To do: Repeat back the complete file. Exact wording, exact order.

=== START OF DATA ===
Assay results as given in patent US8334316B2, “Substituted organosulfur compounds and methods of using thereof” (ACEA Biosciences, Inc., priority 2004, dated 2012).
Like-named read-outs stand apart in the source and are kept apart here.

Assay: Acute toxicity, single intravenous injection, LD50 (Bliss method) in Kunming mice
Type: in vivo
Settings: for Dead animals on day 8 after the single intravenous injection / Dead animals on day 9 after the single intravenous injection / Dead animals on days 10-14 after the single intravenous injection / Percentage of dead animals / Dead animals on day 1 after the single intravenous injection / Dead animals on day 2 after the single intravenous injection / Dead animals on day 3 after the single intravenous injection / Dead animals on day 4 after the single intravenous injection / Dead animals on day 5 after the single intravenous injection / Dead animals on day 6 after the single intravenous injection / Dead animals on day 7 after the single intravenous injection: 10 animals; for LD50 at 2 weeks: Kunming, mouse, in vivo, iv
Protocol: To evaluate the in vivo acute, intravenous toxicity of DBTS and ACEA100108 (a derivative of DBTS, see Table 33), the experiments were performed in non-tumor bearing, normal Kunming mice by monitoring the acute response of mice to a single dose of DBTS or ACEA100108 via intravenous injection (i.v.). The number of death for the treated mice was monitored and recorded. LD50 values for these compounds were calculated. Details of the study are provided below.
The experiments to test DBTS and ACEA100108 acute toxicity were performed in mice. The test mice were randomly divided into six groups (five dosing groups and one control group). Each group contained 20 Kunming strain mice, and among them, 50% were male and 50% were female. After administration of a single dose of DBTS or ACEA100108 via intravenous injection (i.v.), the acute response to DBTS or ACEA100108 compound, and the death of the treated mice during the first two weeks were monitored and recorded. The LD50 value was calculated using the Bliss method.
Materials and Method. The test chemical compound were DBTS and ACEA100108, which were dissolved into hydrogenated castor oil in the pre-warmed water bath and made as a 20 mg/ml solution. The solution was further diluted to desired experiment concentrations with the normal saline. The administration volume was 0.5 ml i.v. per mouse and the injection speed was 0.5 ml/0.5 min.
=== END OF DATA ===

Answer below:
Assay results as given in patent US8334316B2, “Substituted organosulfur compounds and methods of using thereof” (ACEA Biosciences, Inc., priority 2004, dated 2012).
Like-named read-outs stand apart in the source and are kept apart here.

Assay: Acute toxicity, single intravenous injection, LD50 (Bliss method) in Kunming mice
Type: in vivo
Settings: for Dead animals on day 8 after the single intravenous injection / Dead animals on day 9 after the single intravenous injection / Dead animals on days 10-14 after the single intravenous injection / Percentage of dead animals / Dead animals on day 1 after the single intravenous injection / Dead animals on day 2 after the single intravenous injection / Dead animals on day 3 after the single intravenous injection / Dead animals on day 4 after the single intravenous injection / Dead animals on day 5 after the single intravenous injection / Dead animals on day 6 after the single intravenous injection / Dead animals on day 7 after the single intravenous injection: 10 animals; for LD50 at 2 weeks: Kunming, mouse, in vivo, iv
Protocol: To evaluate the in vivo acute, intravenous toxicity of DBTS and ACEA100108 (a derivative of DBTS, see Table 33), the experiments were performed in non-tumor bearing, normal Kunming mice by monitoring the acute response of mice to a single dose of DBTS or ACEA100108 via intravenous injection (i.v.). The number of death for the treated mice was monitored and recorded. LD50 values for these compounds were calculated. Details of the study are provided below.
The experiments to test DBTS and ACEA100108 acute toxicity were performed in mice. The test mice were randomly divided into six groups (five dosing groups and one control group). Each group contained 20 Kunming strain mice, and among them, 50% were male and 50% were female. After administration of a single dose of DBTS or ACEA100108 via intravenous injection (i.v.), the acute response to DBTS or ACEA100108 compound, and the death of the treated mice during the first two weeks were monitored and recorded. The LD50 value was calculated using the Bliss method.
Materials and Method. The test chemical compound were DBTS and ACEA100108, which were dissolved into hydrogenated castor oil in the pre-warmed water bath and made as a 20 mg/ml solution. The solution was further diluted to desired experiment concentrations with the normal saline. The administration volume was 0.5 ml i.v. per mouse and the injection speed was 0.5 ml/0.5 min.